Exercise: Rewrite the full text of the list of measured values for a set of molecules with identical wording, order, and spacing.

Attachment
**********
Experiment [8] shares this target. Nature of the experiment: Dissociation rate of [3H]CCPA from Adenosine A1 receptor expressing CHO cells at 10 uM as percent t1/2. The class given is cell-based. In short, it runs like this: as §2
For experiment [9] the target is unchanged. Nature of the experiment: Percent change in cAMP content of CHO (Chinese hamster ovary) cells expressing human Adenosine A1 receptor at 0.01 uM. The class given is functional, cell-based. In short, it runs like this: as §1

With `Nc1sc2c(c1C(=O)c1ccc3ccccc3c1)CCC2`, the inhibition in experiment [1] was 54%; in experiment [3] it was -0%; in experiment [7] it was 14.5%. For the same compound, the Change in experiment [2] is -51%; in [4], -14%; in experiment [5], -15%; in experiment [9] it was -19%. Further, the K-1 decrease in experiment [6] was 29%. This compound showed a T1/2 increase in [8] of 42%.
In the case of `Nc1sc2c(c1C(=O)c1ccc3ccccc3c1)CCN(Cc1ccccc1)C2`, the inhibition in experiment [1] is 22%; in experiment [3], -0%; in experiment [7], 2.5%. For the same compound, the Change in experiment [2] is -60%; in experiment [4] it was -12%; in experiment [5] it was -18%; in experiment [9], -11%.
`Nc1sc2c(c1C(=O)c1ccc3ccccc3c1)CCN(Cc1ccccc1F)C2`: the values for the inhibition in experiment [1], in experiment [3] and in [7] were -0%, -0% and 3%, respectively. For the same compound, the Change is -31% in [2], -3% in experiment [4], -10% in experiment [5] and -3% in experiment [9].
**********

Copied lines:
Experiment [8] shares this target. Nature of the experiment: Dissociation rate of [3H]CCPA from Adenosine A1 receptor expressing CHO cells at 10 uM as percent t1/2. The class given is cell-based. In short, it runs like this: as §2
For experiment [9] the target is unchanged. Nature of the experiment: Percent change in cAMP content of CHO (Chinese hamster ovary) cells expressing human Adenosine A1 receptor at 0.01 uM. The class given is functional, cell-based. In short, it runs like this: as §1

With `Nc1sc2c(c1C(=O)c1ccc3ccccc3c1)CCC2`, the inhibition in experiment [1] was 54%; in experiment [3] it was -0%; in experiment [7] it was 14.5%. For the same compound, the Change in experiment [2] is -51%; in [4], -14%; in experiment [5], -15%; in experiment [9] it was -19%. Further, the K-1 decrease in experiment [6] was 29%. This compound showed a T1/2 increase in [8] of 42%.
In the case of `Nc1sc2c(c1C(=O)c1ccc3ccccc3c1)CCN(Cc1ccccc1)C2`, the inhibition in experiment [1] is 22%; in experiment [3], -0%; in experiment [7], 2.5%. For the same compound, the Change in experiment [2] is -60%; in experiment [4] it was -12%; in experiment [5] it was -18%; in experiment [9], -11%.
`Nc1sc2c(c1C(=O)c1ccc3ccccc3c1)CCN(Cc1ccccc1F)C2`: the values for the inhibition in experiment [1], in experiment [3] and in [7] were -0%, -0% and 3%, respectively. For the same compound, the Change is -31% in [2], -3% in experiment [4], -10% in experiment [5] and -3% in experiment [9].